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date: 29 February 2020

Abstract and Keywords

This chapter describes the structures of power embodied in dance training methods at the material level, the effect that this has on the dancers, and the philosophical and ideological means through which such structures can be understood. The chapter revisits Australian dance theorist Elizabeth Dempster’s (2002, 2005) application of Michel Foucault’s theories of “discipline” and the “docile body” in in her analysis of the oppositional dance techniques of classical ballet and ideokinesis. It returns to this debate to better articulate how the competition inherent in many codified dance forms is opposed to the kind of (un)disciplined labor involved in somatic-based practices. This labor engages sensory acuity to attend to somatic intelligence (bodily forms of knowledge) to access new information and possibilities. This project requires an extension of current terminology, specifically extending Foucault’s notion of surveillance as a kind of self-surveillance, which can be further bifurcated as prohibitive and emancipatory.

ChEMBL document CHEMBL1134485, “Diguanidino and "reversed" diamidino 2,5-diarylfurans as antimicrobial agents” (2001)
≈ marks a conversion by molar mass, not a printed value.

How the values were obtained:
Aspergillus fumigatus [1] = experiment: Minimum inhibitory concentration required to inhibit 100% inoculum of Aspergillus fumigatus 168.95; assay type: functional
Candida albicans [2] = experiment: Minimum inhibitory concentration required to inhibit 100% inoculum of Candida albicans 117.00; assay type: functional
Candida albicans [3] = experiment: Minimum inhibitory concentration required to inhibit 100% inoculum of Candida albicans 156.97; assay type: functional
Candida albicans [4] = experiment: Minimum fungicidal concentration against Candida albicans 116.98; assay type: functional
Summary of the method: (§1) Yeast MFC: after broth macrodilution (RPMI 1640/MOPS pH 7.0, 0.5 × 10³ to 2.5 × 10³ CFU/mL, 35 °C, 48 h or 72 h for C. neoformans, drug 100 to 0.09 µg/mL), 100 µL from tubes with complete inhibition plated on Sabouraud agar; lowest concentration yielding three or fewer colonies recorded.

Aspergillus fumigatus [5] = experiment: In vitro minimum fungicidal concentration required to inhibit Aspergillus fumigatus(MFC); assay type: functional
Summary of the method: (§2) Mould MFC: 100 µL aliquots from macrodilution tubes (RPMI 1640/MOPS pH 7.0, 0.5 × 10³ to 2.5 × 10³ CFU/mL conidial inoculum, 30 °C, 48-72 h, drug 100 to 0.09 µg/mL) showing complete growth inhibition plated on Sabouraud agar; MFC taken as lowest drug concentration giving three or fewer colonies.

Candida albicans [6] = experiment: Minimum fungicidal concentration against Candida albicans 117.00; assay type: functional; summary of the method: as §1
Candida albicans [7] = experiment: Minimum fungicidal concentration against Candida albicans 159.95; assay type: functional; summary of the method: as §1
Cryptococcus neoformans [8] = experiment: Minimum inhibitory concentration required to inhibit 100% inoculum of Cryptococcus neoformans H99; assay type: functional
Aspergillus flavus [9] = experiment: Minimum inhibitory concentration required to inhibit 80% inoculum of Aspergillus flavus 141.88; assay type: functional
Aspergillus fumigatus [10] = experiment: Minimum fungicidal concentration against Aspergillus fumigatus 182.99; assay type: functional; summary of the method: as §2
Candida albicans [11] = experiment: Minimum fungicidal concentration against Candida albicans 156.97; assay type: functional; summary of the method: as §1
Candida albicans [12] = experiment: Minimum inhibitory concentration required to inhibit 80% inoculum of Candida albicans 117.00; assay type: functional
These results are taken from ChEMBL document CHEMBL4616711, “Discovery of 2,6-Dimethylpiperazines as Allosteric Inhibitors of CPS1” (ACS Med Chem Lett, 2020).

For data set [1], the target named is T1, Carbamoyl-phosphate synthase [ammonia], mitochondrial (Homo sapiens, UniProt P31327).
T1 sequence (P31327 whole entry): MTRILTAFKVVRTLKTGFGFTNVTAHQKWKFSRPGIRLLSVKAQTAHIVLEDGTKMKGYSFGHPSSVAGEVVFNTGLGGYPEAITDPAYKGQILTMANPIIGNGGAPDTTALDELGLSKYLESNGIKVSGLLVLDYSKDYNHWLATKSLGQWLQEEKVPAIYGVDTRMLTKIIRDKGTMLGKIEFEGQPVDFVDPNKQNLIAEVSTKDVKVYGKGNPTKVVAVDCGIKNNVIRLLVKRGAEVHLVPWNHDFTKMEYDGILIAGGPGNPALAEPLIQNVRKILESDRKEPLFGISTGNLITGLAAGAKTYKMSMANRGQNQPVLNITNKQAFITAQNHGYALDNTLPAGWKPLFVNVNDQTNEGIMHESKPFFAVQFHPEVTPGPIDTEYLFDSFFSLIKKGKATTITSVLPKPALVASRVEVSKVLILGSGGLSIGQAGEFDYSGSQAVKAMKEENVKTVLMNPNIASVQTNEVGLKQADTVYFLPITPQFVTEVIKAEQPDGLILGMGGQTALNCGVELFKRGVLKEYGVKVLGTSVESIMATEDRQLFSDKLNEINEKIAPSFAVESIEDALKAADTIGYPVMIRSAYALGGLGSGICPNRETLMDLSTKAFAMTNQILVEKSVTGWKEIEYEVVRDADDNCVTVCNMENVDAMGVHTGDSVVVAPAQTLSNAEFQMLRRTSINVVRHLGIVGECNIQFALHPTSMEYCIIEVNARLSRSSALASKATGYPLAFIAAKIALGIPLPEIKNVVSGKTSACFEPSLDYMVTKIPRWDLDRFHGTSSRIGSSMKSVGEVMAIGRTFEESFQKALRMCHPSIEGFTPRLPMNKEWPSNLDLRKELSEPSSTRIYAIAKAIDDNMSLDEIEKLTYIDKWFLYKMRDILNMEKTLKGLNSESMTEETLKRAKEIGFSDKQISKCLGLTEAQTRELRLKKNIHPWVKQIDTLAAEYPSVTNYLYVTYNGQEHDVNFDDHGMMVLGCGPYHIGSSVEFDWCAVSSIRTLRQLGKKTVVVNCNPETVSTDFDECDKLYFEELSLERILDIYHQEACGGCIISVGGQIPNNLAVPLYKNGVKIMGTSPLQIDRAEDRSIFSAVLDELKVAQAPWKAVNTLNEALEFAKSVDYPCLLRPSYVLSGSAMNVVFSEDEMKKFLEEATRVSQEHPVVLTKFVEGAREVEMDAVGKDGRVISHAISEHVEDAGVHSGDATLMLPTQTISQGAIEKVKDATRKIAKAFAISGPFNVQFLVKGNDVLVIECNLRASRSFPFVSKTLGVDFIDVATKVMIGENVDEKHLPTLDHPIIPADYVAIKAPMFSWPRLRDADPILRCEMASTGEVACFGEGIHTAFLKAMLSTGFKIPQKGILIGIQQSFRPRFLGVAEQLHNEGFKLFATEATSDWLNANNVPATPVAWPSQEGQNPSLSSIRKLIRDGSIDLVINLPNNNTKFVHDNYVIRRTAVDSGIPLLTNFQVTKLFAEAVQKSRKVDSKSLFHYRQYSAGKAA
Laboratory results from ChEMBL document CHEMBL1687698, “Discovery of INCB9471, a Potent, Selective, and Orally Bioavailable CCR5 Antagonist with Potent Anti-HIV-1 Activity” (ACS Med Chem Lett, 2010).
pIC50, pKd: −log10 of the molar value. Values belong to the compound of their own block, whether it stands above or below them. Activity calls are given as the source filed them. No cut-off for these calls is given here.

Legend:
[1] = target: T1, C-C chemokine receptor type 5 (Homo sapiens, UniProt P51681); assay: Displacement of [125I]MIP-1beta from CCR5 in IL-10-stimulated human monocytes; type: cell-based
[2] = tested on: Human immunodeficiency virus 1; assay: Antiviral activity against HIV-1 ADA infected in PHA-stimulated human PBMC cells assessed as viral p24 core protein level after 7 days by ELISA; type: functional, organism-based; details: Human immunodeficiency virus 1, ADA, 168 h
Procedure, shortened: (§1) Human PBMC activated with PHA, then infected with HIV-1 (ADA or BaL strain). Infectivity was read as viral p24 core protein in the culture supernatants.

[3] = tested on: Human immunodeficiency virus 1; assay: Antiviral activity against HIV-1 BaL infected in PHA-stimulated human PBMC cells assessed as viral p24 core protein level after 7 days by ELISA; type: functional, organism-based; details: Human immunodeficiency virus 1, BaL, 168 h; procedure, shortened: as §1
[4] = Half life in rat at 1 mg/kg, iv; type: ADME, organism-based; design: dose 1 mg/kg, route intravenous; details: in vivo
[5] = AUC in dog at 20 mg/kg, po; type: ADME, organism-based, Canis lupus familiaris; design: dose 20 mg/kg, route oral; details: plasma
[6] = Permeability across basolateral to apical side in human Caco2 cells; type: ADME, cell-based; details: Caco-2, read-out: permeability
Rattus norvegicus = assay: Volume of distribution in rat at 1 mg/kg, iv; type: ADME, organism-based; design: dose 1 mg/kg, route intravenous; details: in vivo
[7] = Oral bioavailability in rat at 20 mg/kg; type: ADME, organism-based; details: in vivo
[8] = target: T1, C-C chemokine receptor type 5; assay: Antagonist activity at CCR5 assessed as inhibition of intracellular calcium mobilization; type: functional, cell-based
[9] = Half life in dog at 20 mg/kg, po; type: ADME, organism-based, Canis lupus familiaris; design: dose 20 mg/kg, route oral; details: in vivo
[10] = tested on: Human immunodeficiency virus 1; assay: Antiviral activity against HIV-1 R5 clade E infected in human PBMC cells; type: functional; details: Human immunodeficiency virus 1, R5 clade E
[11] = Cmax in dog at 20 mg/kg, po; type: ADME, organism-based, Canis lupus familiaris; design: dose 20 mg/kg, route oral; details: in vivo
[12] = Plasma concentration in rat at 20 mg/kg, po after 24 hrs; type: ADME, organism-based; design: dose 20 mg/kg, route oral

Keywords: dance, somatics, ideokinesis, self-surveillance, somatic intelligence, Foucault

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